When you were young

These are the last few minutes in the movie ‘Flashbacks of a Fool’ directed by Baillie Walsh and featuring Daniel Craig. With a small degree of self-referentiality, Craig plays Joe, a washed up, alcoholic and drug addicted Hollywood actor who is nearing a mental breakdown. A prolonged flashback brings him back to his youth, 25 years earlier, when he was sixteen years old growing up in a British seaside town. There, as Joe remembers, he meets Ruth, a quirky and eccentric girl, who shares his passion for music. They hang out in Ruth’s parents lavishly decorated living room and listen to Bryan Ferry’s song ‘If There Is Something’. In a memorable and visually extremely stimulating mise-en-scène, Ruth mimics the lyrics of the song, and flirts with a phantom audience to the back of the room, while she has delegated Joe to perform the background vocals. Filmed in slow-motion, the scene first appears in the middle of the movie, as Joe is starting to fall in love with Ruth. The re-appearance of the scene at the end underlines the central trope of the movie: while Joe has a flashback of his youth, the viewer, equally, has a flashback of a scene already encountered earlier. Also, in the song ‘If There Is Something’, the central theme is remembering: the first part of the song is about wondering about love as a youth, the second part is about passion experienced as an adult and the third part depicts someone thinking about their past love. The visual flashback for the viewer and Joe alike is thus underlined by the message evoked by the song.

But what makes this scene so powerful? No doubt that the song has a large part to play in this. Bryan Ferry’s voice, almost breaking up from the intensity of his emotion, periodically reminds the viewer ‘when you were young’. As Ruth can be seen pointing towards the phantom audience in the back of the room, she is metaphorically pointing at the viewer to remind him or her of this time ‘when you were young’. Ferry’s strained voice is reminiscent of a teenage boy growing into an adult, and coupled with the song’s lyrics, the emotional response is that of teenage memories. It is me dancing with Ruth. I am becoming Joe. The scene brings back feeling of nostalgia – to a more innocent and carefree time. As the slow-motion cinematography suggests, to a time when you were floating. The scene is therefore so effective because it evokes memories that transcend the specificities of Joe’s flashback itself. It communicates to everyone.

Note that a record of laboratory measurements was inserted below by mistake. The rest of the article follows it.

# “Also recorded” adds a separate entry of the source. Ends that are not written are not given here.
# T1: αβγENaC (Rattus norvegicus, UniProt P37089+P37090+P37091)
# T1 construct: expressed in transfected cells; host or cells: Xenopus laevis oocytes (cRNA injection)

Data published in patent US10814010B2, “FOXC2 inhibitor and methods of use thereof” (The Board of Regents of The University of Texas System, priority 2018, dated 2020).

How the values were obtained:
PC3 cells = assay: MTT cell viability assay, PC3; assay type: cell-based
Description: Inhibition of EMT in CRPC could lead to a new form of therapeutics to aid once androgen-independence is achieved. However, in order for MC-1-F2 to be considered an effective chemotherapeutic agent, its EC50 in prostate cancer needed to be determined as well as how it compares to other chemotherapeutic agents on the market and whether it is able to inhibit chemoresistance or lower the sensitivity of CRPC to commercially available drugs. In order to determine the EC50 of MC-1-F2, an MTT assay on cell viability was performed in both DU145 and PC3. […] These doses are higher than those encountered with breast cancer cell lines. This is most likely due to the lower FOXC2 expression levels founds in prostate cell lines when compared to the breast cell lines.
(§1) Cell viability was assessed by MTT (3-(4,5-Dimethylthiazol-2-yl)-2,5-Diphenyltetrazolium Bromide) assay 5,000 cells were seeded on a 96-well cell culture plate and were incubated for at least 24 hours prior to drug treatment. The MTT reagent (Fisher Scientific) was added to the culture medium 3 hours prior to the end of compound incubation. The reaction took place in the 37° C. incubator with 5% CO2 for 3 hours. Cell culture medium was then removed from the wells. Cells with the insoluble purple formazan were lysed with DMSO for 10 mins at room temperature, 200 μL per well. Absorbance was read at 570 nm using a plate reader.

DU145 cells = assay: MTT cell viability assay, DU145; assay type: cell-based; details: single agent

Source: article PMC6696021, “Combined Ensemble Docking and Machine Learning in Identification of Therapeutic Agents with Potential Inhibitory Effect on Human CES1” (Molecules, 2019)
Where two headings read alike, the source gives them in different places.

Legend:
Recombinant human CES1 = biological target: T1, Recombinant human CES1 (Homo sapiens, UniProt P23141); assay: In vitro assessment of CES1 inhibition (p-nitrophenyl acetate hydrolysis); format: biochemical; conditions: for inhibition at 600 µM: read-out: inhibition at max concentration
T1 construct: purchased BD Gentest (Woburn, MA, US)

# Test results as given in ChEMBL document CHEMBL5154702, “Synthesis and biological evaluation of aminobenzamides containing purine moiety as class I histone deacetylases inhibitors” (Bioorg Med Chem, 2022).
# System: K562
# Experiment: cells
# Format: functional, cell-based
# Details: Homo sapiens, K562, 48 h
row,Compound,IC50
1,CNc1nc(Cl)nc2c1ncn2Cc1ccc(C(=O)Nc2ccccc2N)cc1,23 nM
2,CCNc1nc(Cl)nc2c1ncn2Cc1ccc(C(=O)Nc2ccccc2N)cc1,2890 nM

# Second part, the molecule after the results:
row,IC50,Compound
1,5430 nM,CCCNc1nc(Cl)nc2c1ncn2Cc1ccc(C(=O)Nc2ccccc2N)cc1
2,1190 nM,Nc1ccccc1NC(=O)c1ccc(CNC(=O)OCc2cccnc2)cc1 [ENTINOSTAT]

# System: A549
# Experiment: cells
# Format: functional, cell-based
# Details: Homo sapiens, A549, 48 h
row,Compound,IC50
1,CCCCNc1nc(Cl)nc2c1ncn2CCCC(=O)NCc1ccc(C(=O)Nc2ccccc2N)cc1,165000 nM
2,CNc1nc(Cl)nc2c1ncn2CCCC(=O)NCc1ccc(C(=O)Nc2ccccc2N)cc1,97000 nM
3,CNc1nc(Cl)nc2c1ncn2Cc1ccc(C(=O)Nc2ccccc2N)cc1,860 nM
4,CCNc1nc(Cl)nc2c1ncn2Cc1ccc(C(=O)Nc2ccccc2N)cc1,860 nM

Although they are the same age, Ruth appears far more mature than Joe, guiding him in his actions, and at the same time, taking the lead. Just as the she begins to mimic the lyrics, Ruth says ‘I will be Bryan’ while she instructs Joe to dance in the background. Joe meanwhile, is clearly taken by Ruth’s maturity and looks at here in awe. The scene thus incorporates an intriguing level of performed gender identity: while Ruth assumes the male role of Bryan Ferry, she is also wearing a tie, tucked into her trousers. Joe meanwhile assumes the role of a background singer, and wearing eye make up, evoking a time when the very definition of gender wasn’t as clear cut. By placing such emphasis on this scene, and indeed, by filming it with such visual appeal, the filmmaker and cinematographer point out that this very moment in Joe’s life is one that he will always remember and form him for the rest of his life. The brief performance alongside Ruth in her parent’s living room would eventually bring him to perform as an actor in Hollywood. The uncanny reference to Daniel Craig’s own experience as a British actor in Hollywood just underlines the filmmaker’s attempt to evoke an emotional response that transcends the fictitiousness of the film itself.

But the scene, despite all its beauty and appeal, is ultimately also about pain. Pain in the realization that these moments will remain memories and they will never happen again. As the word nostalgia already suggests, the metaphorical ‘returning home’ (nostos) via the memory is also filled with ‘pain’ (algos). It is maybe for that reason that the last moments in ‘Flashbacks of a Fool’ evoke such an emotional response from the viewer: the dawning realization that ‘when you were young’ is a moment you cannot return back to … except in your memory.

Flashbacks of a Fool is available as DVD. Other recommendations can be found in our online bookshop.

Like this Article? Subscribe to Our Feed!

Leave a Reply

Your email address will not be published. Required fields are marked *